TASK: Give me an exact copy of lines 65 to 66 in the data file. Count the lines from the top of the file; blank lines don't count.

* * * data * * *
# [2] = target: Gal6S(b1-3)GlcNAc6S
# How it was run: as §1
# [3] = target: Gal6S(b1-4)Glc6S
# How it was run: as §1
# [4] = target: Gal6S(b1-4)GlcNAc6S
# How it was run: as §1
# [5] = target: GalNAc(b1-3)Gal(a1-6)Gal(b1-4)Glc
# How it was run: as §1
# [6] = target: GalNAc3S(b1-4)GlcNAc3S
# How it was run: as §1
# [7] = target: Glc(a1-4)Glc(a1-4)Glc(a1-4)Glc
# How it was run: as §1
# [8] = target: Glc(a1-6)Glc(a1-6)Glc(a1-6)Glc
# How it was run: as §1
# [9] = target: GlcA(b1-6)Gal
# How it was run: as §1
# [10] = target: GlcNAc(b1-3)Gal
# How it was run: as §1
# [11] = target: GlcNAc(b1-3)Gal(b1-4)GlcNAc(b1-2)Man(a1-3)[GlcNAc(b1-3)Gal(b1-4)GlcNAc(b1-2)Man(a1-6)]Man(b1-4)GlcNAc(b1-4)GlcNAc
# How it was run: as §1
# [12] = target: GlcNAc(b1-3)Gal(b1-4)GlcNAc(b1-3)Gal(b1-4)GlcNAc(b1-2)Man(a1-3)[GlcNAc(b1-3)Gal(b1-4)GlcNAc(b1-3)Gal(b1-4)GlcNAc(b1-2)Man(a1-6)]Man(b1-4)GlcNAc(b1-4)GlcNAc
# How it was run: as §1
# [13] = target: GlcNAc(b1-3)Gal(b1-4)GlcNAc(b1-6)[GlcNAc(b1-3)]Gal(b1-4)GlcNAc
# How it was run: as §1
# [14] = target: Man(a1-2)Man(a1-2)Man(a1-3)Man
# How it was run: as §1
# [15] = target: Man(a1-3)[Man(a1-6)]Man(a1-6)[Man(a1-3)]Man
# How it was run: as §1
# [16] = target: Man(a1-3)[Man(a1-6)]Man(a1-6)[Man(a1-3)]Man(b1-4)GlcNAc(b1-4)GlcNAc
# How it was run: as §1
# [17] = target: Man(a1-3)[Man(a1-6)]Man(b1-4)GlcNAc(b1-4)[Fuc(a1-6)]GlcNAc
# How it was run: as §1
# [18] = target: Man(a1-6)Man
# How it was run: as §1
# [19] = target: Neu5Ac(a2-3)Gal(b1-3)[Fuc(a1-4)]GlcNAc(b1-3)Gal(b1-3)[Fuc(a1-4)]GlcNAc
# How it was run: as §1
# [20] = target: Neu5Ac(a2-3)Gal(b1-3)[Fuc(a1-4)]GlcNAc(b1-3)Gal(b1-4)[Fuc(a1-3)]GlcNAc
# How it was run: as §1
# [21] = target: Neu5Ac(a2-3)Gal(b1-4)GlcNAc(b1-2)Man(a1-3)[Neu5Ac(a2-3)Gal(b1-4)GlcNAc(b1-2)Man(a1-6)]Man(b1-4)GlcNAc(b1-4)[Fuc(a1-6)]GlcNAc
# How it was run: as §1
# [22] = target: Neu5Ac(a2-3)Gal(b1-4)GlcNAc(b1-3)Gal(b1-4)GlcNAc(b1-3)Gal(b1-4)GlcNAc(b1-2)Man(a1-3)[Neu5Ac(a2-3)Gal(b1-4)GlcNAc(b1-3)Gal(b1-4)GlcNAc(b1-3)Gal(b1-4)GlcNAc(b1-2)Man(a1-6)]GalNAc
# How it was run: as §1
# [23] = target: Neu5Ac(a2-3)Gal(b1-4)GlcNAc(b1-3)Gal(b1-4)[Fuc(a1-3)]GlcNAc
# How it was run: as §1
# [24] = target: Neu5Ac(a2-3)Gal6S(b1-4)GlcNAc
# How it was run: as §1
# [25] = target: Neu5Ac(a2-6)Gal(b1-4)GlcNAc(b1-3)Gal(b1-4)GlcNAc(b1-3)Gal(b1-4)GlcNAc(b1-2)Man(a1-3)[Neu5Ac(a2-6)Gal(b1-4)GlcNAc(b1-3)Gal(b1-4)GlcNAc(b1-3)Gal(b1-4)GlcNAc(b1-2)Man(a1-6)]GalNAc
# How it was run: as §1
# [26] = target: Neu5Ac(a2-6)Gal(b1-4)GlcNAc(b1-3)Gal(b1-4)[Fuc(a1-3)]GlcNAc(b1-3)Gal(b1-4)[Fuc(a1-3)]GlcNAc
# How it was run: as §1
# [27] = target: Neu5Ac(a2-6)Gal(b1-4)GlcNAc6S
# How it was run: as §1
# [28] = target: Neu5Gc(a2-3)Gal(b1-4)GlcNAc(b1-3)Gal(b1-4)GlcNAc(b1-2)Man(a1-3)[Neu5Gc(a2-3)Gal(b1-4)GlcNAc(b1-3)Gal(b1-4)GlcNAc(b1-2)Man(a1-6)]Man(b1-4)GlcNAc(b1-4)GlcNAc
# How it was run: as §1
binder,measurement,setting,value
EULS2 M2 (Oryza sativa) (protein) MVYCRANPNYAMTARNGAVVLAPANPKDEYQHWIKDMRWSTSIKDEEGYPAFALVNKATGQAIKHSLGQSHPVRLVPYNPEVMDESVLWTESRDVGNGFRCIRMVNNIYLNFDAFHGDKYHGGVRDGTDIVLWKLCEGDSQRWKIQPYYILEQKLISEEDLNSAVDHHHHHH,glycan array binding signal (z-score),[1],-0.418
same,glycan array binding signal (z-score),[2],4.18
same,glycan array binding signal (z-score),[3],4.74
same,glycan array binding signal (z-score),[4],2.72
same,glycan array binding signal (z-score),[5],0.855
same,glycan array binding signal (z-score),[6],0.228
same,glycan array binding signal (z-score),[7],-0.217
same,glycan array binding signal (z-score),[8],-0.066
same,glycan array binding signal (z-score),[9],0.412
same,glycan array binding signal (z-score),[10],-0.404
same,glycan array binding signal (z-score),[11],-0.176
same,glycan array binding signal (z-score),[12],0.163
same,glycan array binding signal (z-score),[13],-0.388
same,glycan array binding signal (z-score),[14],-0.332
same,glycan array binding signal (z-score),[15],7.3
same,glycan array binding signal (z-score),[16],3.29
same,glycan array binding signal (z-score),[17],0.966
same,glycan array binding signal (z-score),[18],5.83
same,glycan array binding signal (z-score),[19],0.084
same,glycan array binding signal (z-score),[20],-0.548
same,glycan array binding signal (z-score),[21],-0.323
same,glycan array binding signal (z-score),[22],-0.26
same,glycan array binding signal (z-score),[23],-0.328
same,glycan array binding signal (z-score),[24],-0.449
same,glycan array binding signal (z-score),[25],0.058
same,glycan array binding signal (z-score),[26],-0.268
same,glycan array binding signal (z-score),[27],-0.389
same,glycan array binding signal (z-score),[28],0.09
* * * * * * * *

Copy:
same,glycan array binding signal (z-score),[10],-0.404
same,glycan array binding signal (z-score),[11],-0.176